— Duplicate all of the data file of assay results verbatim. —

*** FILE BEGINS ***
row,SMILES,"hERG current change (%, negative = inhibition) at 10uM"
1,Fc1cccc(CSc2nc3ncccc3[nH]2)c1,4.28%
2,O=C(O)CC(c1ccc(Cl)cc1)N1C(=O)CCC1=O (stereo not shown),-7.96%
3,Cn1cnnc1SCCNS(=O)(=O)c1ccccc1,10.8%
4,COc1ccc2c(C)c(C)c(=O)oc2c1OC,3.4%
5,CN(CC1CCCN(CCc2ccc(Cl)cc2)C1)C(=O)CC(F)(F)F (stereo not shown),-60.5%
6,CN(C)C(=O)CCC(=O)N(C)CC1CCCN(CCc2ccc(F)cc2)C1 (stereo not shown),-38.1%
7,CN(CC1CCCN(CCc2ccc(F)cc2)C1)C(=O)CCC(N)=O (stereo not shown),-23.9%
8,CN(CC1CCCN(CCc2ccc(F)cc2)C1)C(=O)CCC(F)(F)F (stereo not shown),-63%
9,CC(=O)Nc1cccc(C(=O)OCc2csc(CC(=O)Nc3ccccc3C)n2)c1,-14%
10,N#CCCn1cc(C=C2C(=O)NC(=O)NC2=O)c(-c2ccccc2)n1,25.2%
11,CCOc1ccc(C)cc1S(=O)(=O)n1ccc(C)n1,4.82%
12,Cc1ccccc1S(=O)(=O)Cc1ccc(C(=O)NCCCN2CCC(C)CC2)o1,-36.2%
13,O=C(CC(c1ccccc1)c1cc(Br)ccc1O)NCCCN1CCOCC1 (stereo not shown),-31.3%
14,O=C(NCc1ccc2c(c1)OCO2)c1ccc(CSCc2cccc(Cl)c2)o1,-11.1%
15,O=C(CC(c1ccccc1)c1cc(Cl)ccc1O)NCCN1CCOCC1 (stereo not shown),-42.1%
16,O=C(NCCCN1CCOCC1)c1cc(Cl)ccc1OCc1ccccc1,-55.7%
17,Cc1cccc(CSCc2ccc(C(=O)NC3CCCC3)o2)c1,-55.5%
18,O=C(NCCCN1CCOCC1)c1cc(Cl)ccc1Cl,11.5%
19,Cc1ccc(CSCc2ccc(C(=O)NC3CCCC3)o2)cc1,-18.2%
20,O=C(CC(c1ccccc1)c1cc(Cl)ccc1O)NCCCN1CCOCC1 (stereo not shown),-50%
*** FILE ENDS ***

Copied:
row,SMILES,"hERG current change (%, negative = inhibition) at 10uM"
1,Fc1cccc(CSc2nc3ncccc3[nH]2)c1,4.28%
2,O=C(O)CC(c1ccc(Cl)cc1)N1C(=O)CCC1=O (stereo not shown),-7.96%
3,Cn1cnnc1SCCNS(=O)(=O)c1ccccc1,10.8%
4,COc1ccc2c(C)c(C)c(=O)oc2c1OC,3.4%
5,CN(CC1CCCN(CCc2ccc(Cl)cc2)C1)C(=O)CC(F)(F)F (stereo not shown),-60.5%
6,CN(C)C(=O)CCC(=O)N(C)CC1CCCN(CCc2ccc(F)cc2)C1 (stereo not shown),-38.1%
7,CN(CC1CCCN(CCc2ccc(F)cc2)C1)C(=O)CCC(N)=O (stereo not shown),-23.9%
8,CN(CC1CCCN(CCc2ccc(F)cc2)C1)C(=O)CCC(F)(F)F (stereo not shown),-63%
9,CC(=O)Nc1cccc(C(=O)OCc2csc(CC(=O)Nc3ccccc3C)n2)c1,-14%
10,N#CCCn1cc(C=C2C(=O)NC(=O)NC2=O)c(-c2ccccc2)n1,25.2%
11,CCOc1ccc(C)cc1S(=O)(=O)n1ccc(C)n1,4.82%
12,Cc1ccccc1S(=O)(=O)Cc1ccc(C(=O)NCCCN2CCC(C)CC2)o1,-36.2%
13,O=C(CC(c1ccccc1)c1cc(Br)ccc1O)NCCCN1CCOCC1 (stereo not shown),-31.3%
14,O=C(NCc1ccc2c(c1)OCO2)c1ccc(CSCc2cccc(Cl)c2)o1,-11.1%
15,O=C(CC(c1ccccc1)c1cc(Cl)ccc1O)NCCN1CCOCC1 (stereo not shown),-42.1%
16,O=C(NCCCN1CCOCC1)c1cc(Cl)ccc1OCc1ccccc1,-55.7%
17,Cc1cccc(CSCc2ccc(C(=O)NC3CCCC3)o2)c1,-55.5%
18,O=C(NCCCN1CCOCC1)c1cc(Cl)ccc1Cl,11.5%
19,Cc1ccc(CSCc2ccc(C(=O)NC3CCCC3)o2)cc1,-18.2%
20,O=C(CC(c1ccccc1)c1cc(Cl)ccc1O)NCCCN1CCOCC1 (stereo not shown),-50%